Employee ownership trusts
Budget 2023 introduced tax rules to facilitate the creation of an employee ownership trust (EOT). These trusts own shares in a business on behalf of its employees, enabling greater worker participation in business decisions and profits. An EOT can also provide an alternative business succession option for retiring business owners.
With the stated goal of encouraging more business owners to sell to an EOT, the Statement proposes to exempt the first $10 million in capital gains realized on the sale of a business to an EOT from taxation, subject to certain conditions. This incentive would be in effect for the 2024, 2025 and 2026 tax years. The Statement indicates that further details of this new exemption will be provided in the coming months.
Denial of short-term rental property expenses
The Statement proposes certain income tax measures to support provinces and municipalities that take action to limit the use of properties as short-term rental housing, which the government says are keeping homes for Canadians for long-term use off the market. The Statement announces that the federal government intends to deny income tax deductions for expenses incurred to earn short-term rental income, including interest expenses, in provinces and municipalities that have prohibited short-term rentals.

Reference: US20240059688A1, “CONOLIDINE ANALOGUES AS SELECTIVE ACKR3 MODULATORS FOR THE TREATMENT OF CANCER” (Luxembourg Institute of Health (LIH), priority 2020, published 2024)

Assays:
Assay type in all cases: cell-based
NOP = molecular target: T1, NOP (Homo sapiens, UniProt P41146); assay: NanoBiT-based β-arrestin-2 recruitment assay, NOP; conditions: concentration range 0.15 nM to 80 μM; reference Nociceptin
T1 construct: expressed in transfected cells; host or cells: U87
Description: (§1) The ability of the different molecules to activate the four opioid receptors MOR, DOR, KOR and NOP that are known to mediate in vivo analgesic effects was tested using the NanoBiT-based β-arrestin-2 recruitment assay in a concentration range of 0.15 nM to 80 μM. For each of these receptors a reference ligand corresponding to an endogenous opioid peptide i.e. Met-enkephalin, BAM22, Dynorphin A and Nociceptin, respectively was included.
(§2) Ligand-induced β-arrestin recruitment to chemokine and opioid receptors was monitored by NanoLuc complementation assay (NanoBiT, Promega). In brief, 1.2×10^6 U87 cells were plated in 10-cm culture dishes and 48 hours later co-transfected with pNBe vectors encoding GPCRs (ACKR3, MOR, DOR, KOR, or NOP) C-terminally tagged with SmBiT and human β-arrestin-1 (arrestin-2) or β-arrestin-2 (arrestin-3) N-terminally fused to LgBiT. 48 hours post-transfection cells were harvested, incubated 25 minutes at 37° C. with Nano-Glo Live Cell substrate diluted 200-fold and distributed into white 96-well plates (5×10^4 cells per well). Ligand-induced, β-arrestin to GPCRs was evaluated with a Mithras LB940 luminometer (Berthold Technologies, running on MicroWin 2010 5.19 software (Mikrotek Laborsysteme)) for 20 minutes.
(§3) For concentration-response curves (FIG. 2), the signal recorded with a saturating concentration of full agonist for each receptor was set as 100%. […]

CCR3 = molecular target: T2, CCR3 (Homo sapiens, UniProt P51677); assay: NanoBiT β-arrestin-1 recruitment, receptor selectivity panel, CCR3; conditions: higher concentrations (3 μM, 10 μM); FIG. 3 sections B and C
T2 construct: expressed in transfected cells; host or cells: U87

The Statement also announces that the federal government intends to deny income tax deductions when short-term rental operators are not compliant with the applicable provincial or municipal licensing, permitting or registration requirements. These measures would apply to deny all expenses incurred on or after January 1, 2024.
Underused housing tax
Budget 2021 introduced a new national 1-per-cent annual tax on the value of Canadian residential real estate owned by non-residents of Canada that is considered to be vacant or underused. The Underused Housing Tax (UHT) took effect on January 1, 2022.
The Statement indicates the government is proposing to make several changes to the UHT to help facilitate compliance. They include
- eliminating filing requirement for certain owners
- reducing minimum failure-to-file penalties
- creating exemptions for certain employee accommodations